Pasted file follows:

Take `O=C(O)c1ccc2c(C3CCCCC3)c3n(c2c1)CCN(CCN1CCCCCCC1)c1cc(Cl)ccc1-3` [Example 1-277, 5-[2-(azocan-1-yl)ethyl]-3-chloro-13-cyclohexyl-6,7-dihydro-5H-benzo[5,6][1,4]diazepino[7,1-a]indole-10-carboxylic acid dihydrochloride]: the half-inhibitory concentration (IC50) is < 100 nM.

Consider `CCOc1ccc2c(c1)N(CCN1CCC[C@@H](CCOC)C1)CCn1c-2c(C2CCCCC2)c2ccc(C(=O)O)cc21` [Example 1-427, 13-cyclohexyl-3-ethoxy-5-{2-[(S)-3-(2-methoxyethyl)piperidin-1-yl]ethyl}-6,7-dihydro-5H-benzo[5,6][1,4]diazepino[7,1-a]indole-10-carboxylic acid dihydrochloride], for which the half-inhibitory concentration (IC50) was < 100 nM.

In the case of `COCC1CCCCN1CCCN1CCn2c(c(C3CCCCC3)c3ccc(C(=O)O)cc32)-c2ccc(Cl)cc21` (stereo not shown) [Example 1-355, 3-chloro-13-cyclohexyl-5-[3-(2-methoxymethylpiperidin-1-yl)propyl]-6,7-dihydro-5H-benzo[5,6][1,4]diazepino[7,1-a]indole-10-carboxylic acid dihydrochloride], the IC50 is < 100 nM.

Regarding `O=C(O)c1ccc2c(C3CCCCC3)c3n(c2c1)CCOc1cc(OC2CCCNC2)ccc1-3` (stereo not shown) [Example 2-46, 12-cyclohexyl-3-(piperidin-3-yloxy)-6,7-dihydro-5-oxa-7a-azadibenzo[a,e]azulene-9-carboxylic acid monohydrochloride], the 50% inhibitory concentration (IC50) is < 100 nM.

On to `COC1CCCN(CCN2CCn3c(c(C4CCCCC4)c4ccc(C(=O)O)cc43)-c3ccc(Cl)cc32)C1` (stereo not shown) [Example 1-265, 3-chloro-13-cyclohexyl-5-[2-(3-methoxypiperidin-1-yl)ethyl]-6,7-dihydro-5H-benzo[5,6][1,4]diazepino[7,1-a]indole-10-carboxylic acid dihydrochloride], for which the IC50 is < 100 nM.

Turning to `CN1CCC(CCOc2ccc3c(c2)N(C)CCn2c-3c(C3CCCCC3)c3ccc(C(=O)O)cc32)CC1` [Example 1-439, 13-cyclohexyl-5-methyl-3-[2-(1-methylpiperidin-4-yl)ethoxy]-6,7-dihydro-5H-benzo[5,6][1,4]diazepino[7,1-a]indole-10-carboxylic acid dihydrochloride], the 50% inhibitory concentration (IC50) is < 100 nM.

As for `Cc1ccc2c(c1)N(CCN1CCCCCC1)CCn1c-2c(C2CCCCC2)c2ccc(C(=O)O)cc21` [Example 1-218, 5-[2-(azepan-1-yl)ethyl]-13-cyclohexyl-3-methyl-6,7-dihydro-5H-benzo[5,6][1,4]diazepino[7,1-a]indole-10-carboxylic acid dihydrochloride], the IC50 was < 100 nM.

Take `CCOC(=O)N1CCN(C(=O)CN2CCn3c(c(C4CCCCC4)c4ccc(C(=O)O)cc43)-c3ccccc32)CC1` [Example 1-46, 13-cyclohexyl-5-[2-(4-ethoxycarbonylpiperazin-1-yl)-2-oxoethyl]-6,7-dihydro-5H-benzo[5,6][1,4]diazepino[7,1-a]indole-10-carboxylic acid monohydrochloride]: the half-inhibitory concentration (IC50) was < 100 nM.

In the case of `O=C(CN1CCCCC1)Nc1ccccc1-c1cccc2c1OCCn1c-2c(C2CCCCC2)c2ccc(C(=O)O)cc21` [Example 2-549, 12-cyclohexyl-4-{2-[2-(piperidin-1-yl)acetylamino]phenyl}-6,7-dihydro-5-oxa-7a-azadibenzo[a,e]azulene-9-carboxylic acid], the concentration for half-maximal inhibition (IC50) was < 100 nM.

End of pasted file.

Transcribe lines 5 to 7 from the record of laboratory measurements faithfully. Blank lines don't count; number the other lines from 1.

On to `COC1CCCN(CCN2CCn3c(c(C4CCCCC4)c4ccc(C(=O)O)cc43)-c3ccc(Cl)cc32)C1` (stereo not shown) [Example 1-265, 3-chloro-13-cyclohexyl-5-[2-(3-methoxypiperidin-1-yl)ethyl]-6,7-dihydro-5H-benzo[5,6][1,4]diazepino[7,1-a]indole-10-carboxylic acid dihydrochloride], for which the IC50 is < 100 nM.

Turning to `CN1CCC(CCOc2ccc3c(c2)N(C)CCn2c-3c(C3CCCCC3)c3ccc(C(=O)O)cc32)CC1` [Example 1-439, 13-cyclohexyl-5-methyl-3-[2-(1-methylpiperidin-4-yl)ethoxy]-6,7-dihydro-5H-benzo[5,6][1,4]diazepino[7,1-a]indole-10-carboxylic acid dihydrochloride], the 50% inhibitory concentration (IC50) is < 100 nM.

As for `Cc1ccc2c(c1)N(CCN1CCCCCC1)CCn1c-2c(C2CCCCC2)c2ccc(C(=O)O)cc21` [Example 1-218, 5-[2-(azepan-1-yl)ethyl]-13-cyclohexyl-3-methyl-6,7-dihydro-5H-benzo[5,6][1,4]diazepino[7,1-a]indole-10-carboxylic acid dihydrochloride], the IC50 was < 100 nM.